For the next four years, traffic along Interstate 85 in Spartanburg and Cherokee counties will be marked by reconstruction and snarling traffic.
However, the 21-mile widening project is all in the name of economic development, said Allen Smith, president of the Spartanburg Area Chamber of Commerce.
“This is an important project for Spartanburg County and the entire Upstate,” Smith said. “Spartanburg has become the Upstate’s leader in economic development in large part because of our transportation infrastructure, including two interstates, a recently expanded passenger and international cargo airport, terrific rail access, the inland port and a top-flight general aviation airport.”
The $485 million project is second only to the Cooper River Bridge project in Charleston in its cost for the S.C. Department of Transportation.
Josh Glunt, project engineer, said the corridor is key in terms of transporting goods to and from the Southeast as well as moving potential customers and tourists through the region. Glunt is with Infrastructure Consulting & Engineering, the firm teaming with KCI Technologies on the I-85 project.
Glunt said the latest traffic count indicates approximately 59,000 vehicles traveling daily on just the first four miles of the project. He said that number is expected to reach more than 87,000 daily by 2040.
“I-85 is one of the fastest growing corridors in the U.S.,” Glunt said. “There is a significant need, even from a commerce standpoint, that will safely get you from Greenville to Charlotte and Charlotte to Atlanta.”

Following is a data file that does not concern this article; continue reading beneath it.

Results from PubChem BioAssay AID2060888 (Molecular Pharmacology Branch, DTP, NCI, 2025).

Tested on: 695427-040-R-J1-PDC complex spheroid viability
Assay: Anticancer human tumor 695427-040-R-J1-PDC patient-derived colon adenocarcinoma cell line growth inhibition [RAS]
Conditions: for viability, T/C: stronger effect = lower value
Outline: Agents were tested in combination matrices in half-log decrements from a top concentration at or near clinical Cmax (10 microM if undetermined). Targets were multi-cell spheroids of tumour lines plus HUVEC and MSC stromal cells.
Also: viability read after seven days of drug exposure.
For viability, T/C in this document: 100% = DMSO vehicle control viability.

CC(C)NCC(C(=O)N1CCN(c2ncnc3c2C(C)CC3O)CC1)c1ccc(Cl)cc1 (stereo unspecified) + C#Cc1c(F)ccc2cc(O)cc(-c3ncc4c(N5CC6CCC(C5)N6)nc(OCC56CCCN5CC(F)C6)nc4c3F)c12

The widening project includes 126 lane miles of road to be built on the interstate alone. Around 14 to 15 miles of the project include adding an extra lane north- and southbound.
“There isn’t a stretch of this road, even to Alabama, that doesn’t need to be six lanes,” Glunt said.
Another significant part of the project is fixing off-ramps that connect frontage roads to the interstate, also called slip ramps. Shane Parris, construction engineer for the S.C. DOT, said those ramps are dangerous and don’t have enough room for traffic to move on and off the interstate.
“Those really don’t meet our standards today,” Parris said. “We also have two-way traffic on our on- and off-ramps to I-85, which means there is traffic that goes both ways leading to the frontage road . . . We are moving the frontage road entrances away.”
Construction will also focus on a section of southbound I-85 that was originally built alongside U.S. Highway 29 after it was relocated in the 1950s and ‘60s. That stretch of roadway has not been maintained to current interstate standards, according to Glunt. He said there are long stretches of the interstate where some parts are higher in elevation than others.
“There are some substandard geometric conditions, that’s for sure,” Glunt said.
Upon completion, Glunt said the 21 miles will be safer for travel and should improve the overall traffic flow between Spartanburg and North Carolina.
Smith said that while improving safety is a big issue, giving businesses a better roadway to move product will be a major benefit.
“An interstate improvement project of this magnitude that will help ensure Spartanburg businesses will continue to have an advantage getting their world-class products to market, while also helping customers more easily reach their base of operations, is a huge win,” Smith said.